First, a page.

I understand the reasoning.  You have a wedding coming up.  This is an excellent landscape (or whatever) photographer, so they must also be a great wedding photographer.  If you can hire him/her, that’s one thing off your list!  The problem is that  wedding photography and fine art photography have little in common.  It would be like asking someone who paints water lily’s if they will paint your house….  either creating a painting of your house, or literally paint your house.  If you must know, it’s better to ask “Do you do commissioned work?”.  If they do, they’ll probably go into all the details that you want to know.

5.  I have a picture I took the other day on my phone that’s kind of like that one (you point to a framed photograph on the wall).

A similar line is talking about a photo you took just the other day of the most beautiful such-and-such ever, usually a sunset.  If you’ve read points one through four, I probably don’t need to explain why this is a bad line, unless you are just trying to pick a fight or offend the artist.  Unless that photographer is offering lessons, don’t bring up your photography skills.  If you think you are a better photographer (and it’s certainly possible), then a better approach is to say “Thank you!” and walk away.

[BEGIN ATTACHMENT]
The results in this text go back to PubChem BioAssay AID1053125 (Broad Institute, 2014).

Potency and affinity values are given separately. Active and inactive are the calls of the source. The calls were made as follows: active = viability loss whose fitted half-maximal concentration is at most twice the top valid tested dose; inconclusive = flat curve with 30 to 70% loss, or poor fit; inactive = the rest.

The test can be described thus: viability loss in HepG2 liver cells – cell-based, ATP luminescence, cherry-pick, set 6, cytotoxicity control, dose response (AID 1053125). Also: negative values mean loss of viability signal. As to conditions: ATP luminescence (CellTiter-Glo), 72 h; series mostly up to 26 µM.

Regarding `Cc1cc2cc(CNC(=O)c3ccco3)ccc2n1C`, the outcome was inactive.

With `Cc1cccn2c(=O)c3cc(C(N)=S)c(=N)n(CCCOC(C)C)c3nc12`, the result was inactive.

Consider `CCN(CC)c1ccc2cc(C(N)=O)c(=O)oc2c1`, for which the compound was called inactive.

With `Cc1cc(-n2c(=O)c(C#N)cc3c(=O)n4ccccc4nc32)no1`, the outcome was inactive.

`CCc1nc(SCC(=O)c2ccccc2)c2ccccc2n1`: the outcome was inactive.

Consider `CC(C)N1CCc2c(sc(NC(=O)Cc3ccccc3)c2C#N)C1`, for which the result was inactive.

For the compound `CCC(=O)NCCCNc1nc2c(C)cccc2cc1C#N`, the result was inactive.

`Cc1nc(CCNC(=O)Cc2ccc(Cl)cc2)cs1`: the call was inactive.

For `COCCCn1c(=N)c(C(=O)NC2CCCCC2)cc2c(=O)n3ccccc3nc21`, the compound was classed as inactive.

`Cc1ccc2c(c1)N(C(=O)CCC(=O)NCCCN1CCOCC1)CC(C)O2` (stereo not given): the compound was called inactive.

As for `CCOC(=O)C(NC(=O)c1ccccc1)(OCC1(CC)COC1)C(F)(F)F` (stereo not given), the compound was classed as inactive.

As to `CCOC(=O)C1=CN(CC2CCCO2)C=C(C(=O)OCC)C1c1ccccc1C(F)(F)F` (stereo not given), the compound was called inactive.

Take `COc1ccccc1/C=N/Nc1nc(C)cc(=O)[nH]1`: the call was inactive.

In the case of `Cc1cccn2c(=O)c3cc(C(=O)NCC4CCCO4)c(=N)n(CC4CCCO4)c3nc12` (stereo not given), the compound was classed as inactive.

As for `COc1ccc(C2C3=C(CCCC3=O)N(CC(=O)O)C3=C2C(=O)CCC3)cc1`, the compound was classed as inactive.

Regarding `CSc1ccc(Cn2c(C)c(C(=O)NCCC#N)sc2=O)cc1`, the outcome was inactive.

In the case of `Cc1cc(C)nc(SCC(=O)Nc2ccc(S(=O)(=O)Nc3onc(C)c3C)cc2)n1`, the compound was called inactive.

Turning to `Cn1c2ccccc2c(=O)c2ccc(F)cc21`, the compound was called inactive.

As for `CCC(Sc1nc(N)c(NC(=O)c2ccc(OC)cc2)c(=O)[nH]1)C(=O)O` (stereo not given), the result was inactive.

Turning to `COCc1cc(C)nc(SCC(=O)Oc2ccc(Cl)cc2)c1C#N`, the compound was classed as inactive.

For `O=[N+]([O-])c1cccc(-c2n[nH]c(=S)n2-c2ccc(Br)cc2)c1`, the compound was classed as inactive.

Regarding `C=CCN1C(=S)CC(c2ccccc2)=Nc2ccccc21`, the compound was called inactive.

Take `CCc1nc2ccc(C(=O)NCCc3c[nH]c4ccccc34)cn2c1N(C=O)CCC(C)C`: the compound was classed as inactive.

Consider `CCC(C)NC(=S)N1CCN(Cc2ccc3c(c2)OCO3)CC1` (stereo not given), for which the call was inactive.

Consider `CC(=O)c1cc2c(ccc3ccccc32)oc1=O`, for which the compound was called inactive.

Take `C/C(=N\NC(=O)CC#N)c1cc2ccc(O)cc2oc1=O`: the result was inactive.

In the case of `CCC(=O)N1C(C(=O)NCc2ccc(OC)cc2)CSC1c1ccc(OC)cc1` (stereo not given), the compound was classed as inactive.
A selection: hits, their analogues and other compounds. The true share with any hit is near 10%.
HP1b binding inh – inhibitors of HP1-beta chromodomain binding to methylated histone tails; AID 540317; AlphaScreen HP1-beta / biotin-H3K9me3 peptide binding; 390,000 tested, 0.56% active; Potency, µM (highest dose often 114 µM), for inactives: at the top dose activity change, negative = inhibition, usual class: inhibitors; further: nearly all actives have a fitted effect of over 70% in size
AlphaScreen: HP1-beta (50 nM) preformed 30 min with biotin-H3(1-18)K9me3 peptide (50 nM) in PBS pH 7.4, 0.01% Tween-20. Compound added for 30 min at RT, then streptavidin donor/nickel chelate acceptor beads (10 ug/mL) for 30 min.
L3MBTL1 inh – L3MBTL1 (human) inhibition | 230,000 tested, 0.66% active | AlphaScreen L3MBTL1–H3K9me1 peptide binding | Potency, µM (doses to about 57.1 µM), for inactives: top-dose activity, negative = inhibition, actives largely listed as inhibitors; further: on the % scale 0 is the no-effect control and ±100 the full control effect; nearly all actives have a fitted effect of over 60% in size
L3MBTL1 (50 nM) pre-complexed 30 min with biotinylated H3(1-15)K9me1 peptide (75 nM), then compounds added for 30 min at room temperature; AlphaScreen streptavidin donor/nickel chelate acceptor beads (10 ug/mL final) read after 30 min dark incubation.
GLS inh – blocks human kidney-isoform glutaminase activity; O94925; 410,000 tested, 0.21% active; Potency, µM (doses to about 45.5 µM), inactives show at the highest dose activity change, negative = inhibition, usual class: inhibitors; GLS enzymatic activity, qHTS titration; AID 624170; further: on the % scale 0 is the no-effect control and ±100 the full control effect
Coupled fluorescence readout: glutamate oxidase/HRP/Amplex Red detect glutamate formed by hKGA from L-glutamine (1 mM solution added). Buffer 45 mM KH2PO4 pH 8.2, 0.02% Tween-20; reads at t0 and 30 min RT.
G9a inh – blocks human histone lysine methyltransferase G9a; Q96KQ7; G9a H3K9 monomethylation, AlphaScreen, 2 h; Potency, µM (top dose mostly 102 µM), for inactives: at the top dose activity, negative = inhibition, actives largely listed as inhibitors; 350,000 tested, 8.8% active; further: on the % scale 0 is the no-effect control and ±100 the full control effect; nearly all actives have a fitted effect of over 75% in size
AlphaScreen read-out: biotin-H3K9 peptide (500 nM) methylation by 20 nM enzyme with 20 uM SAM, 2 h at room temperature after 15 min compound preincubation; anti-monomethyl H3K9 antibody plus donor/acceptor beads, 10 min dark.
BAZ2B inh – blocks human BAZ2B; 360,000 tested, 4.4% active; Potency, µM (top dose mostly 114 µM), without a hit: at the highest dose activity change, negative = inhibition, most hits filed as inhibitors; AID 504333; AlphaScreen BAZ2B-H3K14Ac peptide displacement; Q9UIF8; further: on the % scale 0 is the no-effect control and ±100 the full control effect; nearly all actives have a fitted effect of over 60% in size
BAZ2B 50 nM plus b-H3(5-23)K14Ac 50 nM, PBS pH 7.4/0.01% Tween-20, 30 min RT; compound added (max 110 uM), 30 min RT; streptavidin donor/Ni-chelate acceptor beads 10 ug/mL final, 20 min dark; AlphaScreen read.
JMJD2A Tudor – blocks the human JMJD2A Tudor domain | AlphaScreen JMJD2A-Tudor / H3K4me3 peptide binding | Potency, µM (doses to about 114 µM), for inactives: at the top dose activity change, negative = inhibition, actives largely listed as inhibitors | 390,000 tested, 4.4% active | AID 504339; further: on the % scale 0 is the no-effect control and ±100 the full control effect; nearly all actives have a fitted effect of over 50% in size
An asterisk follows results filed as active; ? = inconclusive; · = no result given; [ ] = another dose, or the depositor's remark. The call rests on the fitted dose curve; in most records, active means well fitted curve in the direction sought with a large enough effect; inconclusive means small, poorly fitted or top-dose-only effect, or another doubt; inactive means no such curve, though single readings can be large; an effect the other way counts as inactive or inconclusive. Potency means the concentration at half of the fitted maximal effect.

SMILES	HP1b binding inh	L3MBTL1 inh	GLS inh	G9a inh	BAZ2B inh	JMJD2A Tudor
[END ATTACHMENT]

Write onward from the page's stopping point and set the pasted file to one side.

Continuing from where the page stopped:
On the Wall: Museum Series on Canvas

This month I released my “Museum Series” which is a limited edition of ten and has a price structure that increases after each of the series is sold. This series is very exclusive and is catered for the collector or decorator that is looking for something that isn’t run-of-the-mill. And what better way to introduce my new series than with my latest print of the month, Canyon Island.

Canyon Island photograph

Canyon Island

Canyon Island is unique in that it is what you might call a “vertical panorama”. Therefore, it’s not intended to be hung over the couch or the entertainment center. Instead, it works perfectly at the end of a hallway or on a narrow wall where no other large artwork will fit. (Note that my Museum Series is ready-to-hang and does not require a frame or any assembly.)

Canyon Island on wall

Canyon Island (Museum Series) on wall in my home.